NACHA on Tuesday opened for comment a sweeping proposal to introduce a same-day settlement mechanism for the automated clearing house network. The comment period will run through Feb. 6, the regulatory body for the ACH announced.
If the proposal is approved, the ACH network will process almost 1.4 billion same-day payments annually within 10 years of the system's full rollout, NACHA says. The proposal also contains what NACHA calls an “interbank fee,” projected to be 8.2 cents per transaction, payable by originating banks to receiving banks.
The new fee, which NACHA says is subject to reduction “if volume exceeds expectations,” is meant to compensate receiving institutions for costs involved in accommodating same-day settlement. Indeed, the overriding purpose of the fee, NACHA says, is to “ensure ubiquity of a new, same-day ACH capability.” Under the proposal, receiving banks will be required to handle same-day settlements.
NACHA, which in March first floated a renewed effort to achieve same-day settlement on the ACH, says it is seeking comments on the proposal from all network participants and “interested parties.” It has posted information about the proposal, as well as the proposal itself, here.
The proposal calls for same-day capability to be phased in in three steps over an 18-month period starting in September 2016 and ending in March 2018. The steps would introduce multiple settlement windows during the day and would include both ACH credits and debits. Currently, ACH transactions are typically settled on the next business day.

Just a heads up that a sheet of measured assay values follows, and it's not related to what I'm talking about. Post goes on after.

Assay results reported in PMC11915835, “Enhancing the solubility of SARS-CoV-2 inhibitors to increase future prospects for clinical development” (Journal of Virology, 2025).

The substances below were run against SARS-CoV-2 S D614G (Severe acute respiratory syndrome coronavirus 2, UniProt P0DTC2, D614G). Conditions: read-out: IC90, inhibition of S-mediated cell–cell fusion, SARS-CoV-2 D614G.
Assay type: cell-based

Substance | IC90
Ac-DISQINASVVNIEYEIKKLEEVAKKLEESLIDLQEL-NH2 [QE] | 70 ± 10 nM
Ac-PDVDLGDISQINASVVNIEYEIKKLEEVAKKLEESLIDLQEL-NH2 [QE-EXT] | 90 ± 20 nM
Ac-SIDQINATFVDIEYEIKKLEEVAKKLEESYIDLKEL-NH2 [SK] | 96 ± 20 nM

NACHA says it has studied a number of so-called use cases for same-day settlement but envisions businesses and financial institutions finding the faster processing particularly useful for expedited bill payments, account-to-account transfers, payroll, and business-to-business payments.
NACHA first proposed a same-day system in 2012, but the proposal was vetoed by the organization’s voting members. It says the reasons for this were that the original proposal didn’t add enough new functionality to the ACH and that it didn’t provide a strong enough business case for receiving institutions. With the new use cases and the proposed fee revenue for receiving banks, NACHA says its new proposal has remedied those shortcomings.
The new NACHA proposal is part of a general movement in the payments industry to speed up settlement times for electronic transactions. The Clearing House, a major ACH processor controlled by the nation’s biggest banks, has proposed building a real-time payments system, and the Federal Reserve has said it is working on a plan of its own for near-real-time payments.